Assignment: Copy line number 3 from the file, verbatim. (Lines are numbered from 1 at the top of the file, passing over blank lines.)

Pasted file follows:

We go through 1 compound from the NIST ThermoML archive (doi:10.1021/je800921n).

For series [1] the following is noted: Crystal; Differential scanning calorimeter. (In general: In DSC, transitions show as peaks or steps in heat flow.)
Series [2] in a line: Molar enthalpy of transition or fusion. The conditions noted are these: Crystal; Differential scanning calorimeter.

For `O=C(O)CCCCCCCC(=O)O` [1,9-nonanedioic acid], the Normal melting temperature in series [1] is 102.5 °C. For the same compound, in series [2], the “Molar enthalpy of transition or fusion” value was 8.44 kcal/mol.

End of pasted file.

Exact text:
Series [2] in a line: Molar enthalpy of transition or fusion. The conditions noted are these: Crystal; Differential scanning calorimeter.